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The Story Behind Metro UI

February 18, 2011 1 Comment

The guys over at Windows Team Blog has put together a wonderful article about what is Metro UI and where did it come from. Here is a tidbit…


'The story of Metro

A couple years ago the Windows Phone design team realized that the design path that Windows Mobile was on was not sustainable. Once we decided to reset the direction, we didn’t look towards other mobile or PC user interfaces for inspiration. Instead, we surrounded ourselves by what we considered to be the best examples of design work, from Josef Müller-Brockmann and other pioneers of the International Style, Massimo Vignelli’s design systems for the NY Subway Map and brands like American Airlines, to conceptual work by Experimental Jetset. Similar inspiration was being used in Windows Media Center, Zune, and Xbox. In addition to this visual inspiration for our art direction, we create a series of principles to guide the interaction design, motion design, and overall experience for the phone.



Our design principles were, and still are:

Clean, Light, Open and Fast

We took an approach that we call “Fierce Reduction” to remove any elements in the UI that we felt were unnecessary; both visual elements and feature bloat. It allows us to shine a focus on the primary tasks of the UI, and makes the UI feel smart, open, fast, and responsive.

Alive in Motion

The transitions between screens in a UI are as important the design of the screens themselves. Motion gives character to a UI, but also communicates the navigation system, which helps to improve usability.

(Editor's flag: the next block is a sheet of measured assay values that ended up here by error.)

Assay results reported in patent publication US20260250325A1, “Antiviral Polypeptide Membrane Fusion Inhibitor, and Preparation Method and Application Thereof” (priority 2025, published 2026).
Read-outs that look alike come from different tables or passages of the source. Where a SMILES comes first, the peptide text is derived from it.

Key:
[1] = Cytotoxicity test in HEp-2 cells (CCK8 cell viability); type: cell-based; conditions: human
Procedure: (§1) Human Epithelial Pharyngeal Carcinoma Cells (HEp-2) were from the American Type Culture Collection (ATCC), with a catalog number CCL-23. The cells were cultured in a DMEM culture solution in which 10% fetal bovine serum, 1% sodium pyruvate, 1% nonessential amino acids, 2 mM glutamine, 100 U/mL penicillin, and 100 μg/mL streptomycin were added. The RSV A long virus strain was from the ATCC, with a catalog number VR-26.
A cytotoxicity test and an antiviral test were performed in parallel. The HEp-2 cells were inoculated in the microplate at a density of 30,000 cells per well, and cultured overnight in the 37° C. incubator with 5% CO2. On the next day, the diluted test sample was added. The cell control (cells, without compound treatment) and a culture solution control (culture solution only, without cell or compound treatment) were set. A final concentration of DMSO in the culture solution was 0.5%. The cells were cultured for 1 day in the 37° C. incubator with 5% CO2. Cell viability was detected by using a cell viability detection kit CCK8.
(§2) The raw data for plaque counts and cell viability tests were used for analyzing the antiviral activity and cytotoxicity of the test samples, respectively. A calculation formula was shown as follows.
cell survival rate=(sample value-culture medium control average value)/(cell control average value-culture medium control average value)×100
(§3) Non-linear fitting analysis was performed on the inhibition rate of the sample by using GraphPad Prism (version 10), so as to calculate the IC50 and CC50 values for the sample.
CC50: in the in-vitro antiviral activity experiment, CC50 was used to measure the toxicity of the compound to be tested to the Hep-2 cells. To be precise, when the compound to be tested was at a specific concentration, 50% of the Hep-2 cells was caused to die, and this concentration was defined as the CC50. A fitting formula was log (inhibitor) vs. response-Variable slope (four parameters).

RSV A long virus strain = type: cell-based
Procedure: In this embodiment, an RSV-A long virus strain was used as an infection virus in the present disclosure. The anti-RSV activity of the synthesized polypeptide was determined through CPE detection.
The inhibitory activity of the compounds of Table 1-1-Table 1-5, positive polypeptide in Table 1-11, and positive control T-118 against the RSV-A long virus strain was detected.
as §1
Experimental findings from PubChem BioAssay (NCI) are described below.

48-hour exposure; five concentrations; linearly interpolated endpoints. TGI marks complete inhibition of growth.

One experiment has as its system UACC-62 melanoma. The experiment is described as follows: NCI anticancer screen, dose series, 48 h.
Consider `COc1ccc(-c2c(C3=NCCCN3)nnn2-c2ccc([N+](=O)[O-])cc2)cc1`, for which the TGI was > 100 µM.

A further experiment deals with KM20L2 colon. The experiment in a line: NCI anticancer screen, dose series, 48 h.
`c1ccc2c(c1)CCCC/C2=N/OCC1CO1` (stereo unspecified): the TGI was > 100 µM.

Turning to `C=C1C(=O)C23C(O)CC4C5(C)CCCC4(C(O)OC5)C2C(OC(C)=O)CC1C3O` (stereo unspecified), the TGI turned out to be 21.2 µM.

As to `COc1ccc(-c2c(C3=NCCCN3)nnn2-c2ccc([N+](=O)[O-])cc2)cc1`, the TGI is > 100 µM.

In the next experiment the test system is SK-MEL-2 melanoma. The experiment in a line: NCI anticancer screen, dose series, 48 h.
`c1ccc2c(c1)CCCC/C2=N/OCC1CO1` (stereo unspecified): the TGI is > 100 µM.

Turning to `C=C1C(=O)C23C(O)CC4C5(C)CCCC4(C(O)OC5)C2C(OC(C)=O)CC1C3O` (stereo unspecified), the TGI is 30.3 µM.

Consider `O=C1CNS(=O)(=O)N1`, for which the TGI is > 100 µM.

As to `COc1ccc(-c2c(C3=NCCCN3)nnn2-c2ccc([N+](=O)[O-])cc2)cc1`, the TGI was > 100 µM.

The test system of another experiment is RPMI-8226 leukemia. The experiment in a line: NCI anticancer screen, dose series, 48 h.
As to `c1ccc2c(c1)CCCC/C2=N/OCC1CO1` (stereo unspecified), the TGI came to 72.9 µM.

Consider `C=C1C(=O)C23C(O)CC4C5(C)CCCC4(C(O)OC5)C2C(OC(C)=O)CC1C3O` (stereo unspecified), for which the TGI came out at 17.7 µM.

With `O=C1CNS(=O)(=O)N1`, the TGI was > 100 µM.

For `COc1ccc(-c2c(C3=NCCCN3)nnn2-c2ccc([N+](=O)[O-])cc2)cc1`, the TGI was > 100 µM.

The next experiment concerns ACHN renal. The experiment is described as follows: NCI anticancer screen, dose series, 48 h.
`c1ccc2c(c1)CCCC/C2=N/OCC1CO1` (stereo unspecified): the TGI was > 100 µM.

Celebrate Typography

Our design inspiration is very typographic, and it felt like it was time for User Interfaces to be uncompromising about type as well. Type is information, type is beautiful.

Content, Not Chrome

It’s the content on the phone that people want, not the buttons. Reducing the visuals on the phone that aren’t content will help you create a more open UI, and it also promotes direct interaction with the content.

Authentically Digital

Finally, we believe in honesty in design. A user interface is created of pixels, so in Metro we try to avoid using the skeumorphic shading and glossiness used in some UI’s that try to mimic real world materials and objects.

So now that we’ve established Metro, where do we go next? To help us think about what the future of our experience is, we need to understand where we’ve come from. '


This is a great back story to the birth of Metro UI… Check out the full article: Windows Team Blog

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  • psycros

    Metro UI looks like an ad from Playboy circa 1984. Its totally uninspired, has terrible flow, wastes screen space, has maybe the worst primary font ever and the animations are slow and totally out of place. If this is the direction Microsoft is heading then the destination is irrelevance.

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